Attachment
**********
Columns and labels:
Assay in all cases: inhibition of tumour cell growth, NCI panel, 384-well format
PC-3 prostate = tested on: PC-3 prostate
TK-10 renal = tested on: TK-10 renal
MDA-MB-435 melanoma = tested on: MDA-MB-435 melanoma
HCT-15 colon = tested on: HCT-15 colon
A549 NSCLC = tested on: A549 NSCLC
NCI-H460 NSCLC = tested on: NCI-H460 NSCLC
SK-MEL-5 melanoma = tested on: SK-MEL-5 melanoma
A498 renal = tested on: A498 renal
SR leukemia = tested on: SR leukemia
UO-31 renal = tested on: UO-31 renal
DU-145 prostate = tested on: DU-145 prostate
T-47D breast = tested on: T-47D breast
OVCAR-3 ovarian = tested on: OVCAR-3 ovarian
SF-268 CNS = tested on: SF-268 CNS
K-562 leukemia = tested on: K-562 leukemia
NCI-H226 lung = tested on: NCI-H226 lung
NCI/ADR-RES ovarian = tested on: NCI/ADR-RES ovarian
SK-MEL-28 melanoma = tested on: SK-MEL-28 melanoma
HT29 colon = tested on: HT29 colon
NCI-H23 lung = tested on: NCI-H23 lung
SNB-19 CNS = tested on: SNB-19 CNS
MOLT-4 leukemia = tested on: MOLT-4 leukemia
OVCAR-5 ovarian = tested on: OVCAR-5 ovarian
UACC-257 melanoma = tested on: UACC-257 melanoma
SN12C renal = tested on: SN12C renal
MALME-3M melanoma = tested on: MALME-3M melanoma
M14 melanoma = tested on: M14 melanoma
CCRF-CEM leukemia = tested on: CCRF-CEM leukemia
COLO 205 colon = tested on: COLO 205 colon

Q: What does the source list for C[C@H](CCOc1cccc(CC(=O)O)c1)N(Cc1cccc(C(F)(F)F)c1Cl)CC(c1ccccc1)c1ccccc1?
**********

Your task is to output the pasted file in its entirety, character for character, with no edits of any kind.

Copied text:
Columns and labels:
Assay in all cases: inhibition of tumour cell growth, NCI panel, 384-well format
PC-3 prostate = tested on: PC-3 prostate
TK-10 renal = tested on: TK-10 renal
MDA-MB-435 melanoma = tested on: MDA-MB-435 melanoma
HCT-15 colon = tested on: HCT-15 colon
A549 NSCLC = tested on: A549 NSCLC
NCI-H460 NSCLC = tested on: NCI-H460 NSCLC
SK-MEL-5 melanoma = tested on: SK-MEL-5 melanoma
A498 renal = tested on: A498 renal
SR leukemia = tested on: SR leukemia
UO-31 renal = tested on: UO-31 renal
DU-145 prostate = tested on: DU-145 prostate
T-47D breast = tested on: T-47D breast
OVCAR-3 ovarian = tested on: OVCAR-3 ovarian
SF-268 CNS = tested on: SF-268 CNS
K-562 leukemia = tested on: K-562 leukemia
NCI-H226 lung = tested on: NCI-H226 lung
NCI/ADR-RES ovarian = tested on: NCI/ADR-RES ovarian
SK-MEL-28 melanoma = tested on: SK-MEL-28 melanoma
HT29 colon = tested on: HT29 colon
NCI-H23 lung = tested on: NCI-H23 lung
SNB-19 CNS = tested on: SNB-19 CNS
MOLT-4 leukemia = tested on: MOLT-4 leukemia
OVCAR-5 ovarian = tested on: OVCAR-5 ovarian
UACC-257 melanoma = tested on: UACC-257 melanoma
SN12C renal = tested on: SN12C renal
MALME-3M melanoma = tested on: MALME-3M melanoma
M14 melanoma = tested on: M14 melanoma
CCRF-CEM leukemia = tested on: CCRF-CEM leukemia
COLO 205 colon = tested on: COLO 205 colon

Q: What does the source list for C[C@H](CCOc1cccc(CC(=O)O)c1)N(Cc1cccc(C(F)(F)F)c1Cl)CC(c1ccccc1)c1ccccc1?